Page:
By Bahar Akman Imboden
In a recent NYT article, Prof. Dynarski argues that the student loan mess can be solved if borrowers falling behind on their payments were automatically enrolled into an income-based repayment (IBR) plan. I agree that the increased lack of oversight of the private loan servicing industry, the arbitrary ways in which borrowers are placed in repayment plans, and the complexity of the repayment options are all unacceptable and mostly hurting the disadvantaged borrowers. But let’s face reality: no repayment plan of any kind will absorb the skyrocketing price of higher education or clean up the resulting student debt mess.
First, the mess is not limited to the Federal Loan program. Tuition rates have been rising faster than inflation and much faster than personal earnings; students are borrowing larger amounts and maxing their federal loan eligibility. Students and their parents are left with few options but to borrow private loans, or Parent Plus loans, which have higher interest rates and are not eligible for IBR plans or any kind of forgiveness clauses, even in case of bankruptcy.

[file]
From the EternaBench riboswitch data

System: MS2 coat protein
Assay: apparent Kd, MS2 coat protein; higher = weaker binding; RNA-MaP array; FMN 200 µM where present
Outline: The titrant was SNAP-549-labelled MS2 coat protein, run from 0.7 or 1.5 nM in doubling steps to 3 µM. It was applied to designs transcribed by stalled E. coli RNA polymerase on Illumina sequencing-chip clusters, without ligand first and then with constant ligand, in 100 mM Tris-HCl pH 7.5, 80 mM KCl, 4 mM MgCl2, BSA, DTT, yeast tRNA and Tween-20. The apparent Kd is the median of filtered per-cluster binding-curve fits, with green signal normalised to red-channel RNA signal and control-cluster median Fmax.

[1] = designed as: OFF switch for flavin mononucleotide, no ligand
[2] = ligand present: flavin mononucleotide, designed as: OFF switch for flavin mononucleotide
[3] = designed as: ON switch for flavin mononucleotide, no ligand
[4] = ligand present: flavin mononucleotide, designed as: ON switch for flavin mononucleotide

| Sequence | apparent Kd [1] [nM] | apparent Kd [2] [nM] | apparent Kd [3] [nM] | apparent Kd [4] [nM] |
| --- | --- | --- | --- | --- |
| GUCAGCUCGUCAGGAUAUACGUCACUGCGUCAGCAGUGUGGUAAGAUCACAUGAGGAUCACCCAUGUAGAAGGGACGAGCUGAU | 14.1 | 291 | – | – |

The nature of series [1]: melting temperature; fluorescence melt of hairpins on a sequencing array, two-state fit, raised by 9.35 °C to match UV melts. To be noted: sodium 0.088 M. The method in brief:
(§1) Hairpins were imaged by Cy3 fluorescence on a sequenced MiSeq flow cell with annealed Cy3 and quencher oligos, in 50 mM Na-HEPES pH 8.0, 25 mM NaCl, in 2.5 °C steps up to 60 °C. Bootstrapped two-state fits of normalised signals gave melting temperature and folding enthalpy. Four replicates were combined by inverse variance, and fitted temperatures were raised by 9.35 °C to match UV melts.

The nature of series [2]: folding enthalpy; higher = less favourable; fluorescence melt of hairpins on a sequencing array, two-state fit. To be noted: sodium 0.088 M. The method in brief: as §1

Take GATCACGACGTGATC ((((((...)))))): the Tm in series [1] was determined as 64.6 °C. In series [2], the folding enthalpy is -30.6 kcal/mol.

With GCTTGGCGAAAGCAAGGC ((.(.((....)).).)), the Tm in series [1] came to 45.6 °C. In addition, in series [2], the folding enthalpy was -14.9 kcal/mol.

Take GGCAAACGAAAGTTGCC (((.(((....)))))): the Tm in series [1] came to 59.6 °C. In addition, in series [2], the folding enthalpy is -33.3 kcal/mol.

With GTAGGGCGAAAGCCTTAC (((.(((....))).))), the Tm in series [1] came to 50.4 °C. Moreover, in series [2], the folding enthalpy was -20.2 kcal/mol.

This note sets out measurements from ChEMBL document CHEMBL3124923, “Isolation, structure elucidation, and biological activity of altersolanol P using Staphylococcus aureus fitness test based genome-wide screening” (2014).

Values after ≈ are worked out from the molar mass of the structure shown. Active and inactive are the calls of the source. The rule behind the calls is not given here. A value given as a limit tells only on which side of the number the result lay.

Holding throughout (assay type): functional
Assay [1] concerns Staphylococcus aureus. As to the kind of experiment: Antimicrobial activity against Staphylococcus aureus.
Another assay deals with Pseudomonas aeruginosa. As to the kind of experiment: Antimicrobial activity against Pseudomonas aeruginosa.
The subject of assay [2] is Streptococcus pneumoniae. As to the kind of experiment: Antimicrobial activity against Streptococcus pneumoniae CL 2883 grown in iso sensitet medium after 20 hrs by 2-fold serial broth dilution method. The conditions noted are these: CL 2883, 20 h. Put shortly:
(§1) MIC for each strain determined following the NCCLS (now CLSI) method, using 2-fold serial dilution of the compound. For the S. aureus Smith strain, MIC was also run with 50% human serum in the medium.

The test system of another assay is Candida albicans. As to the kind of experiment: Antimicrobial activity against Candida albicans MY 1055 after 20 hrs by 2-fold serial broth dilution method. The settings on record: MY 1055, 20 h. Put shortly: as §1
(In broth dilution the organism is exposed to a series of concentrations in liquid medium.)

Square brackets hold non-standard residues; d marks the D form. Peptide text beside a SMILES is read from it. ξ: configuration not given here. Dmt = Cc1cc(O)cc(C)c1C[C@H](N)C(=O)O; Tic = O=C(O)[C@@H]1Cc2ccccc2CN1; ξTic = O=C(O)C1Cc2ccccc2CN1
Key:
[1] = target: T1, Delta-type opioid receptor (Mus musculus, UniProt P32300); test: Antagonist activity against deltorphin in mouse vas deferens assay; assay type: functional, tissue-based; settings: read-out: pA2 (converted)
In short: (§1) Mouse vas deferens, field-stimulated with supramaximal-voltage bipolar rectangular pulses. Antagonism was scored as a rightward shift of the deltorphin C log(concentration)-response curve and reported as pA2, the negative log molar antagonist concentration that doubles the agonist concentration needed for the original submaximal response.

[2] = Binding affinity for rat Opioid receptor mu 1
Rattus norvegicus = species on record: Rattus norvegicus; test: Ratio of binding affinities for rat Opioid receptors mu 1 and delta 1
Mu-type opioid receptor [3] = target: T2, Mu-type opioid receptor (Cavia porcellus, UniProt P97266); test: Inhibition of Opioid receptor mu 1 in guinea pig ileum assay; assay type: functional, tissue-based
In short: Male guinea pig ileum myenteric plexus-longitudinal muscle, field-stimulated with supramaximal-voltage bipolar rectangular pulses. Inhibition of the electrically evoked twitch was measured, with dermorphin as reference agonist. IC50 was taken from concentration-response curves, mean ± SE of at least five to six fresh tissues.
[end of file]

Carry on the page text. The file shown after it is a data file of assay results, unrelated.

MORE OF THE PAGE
Second, taxpayers and policymakers are already anxious about the ballooning cost of the current IBRs and forgiveness programs, which are estimated to cost$161 billion in the next 10 years. We need to be mindful of the cost and implications of streamlining enrollment to such plan.
Finally, generous repayment plans, while helpful to struggling borrowers, do not put any pressure on colleges to hold their tuitions down. As repayment become easier, the system suffers from moral hazard, borrowing large amounts is normalized further, and the only way to get out of debt will be mass forgiveness. Going back to the cost on taxpayers, how will this affect political support for the federal loan program? Will we see the government restricting lending? This will be demise of our higher education system, in which access and diversity will suffer the most.
Prof. Dynarski starts her article with:“student loans are central to financing college educations”. As a society, we must dare to think bigger and question whether a loan is the right financial aid tool. There is mounting evidence that student loans perpetuate, if not aggravate, existing inequalities. The solution is clear — the price of higher education must come down while grants must replace loans especially for students coming from disadvantageous backgrounds.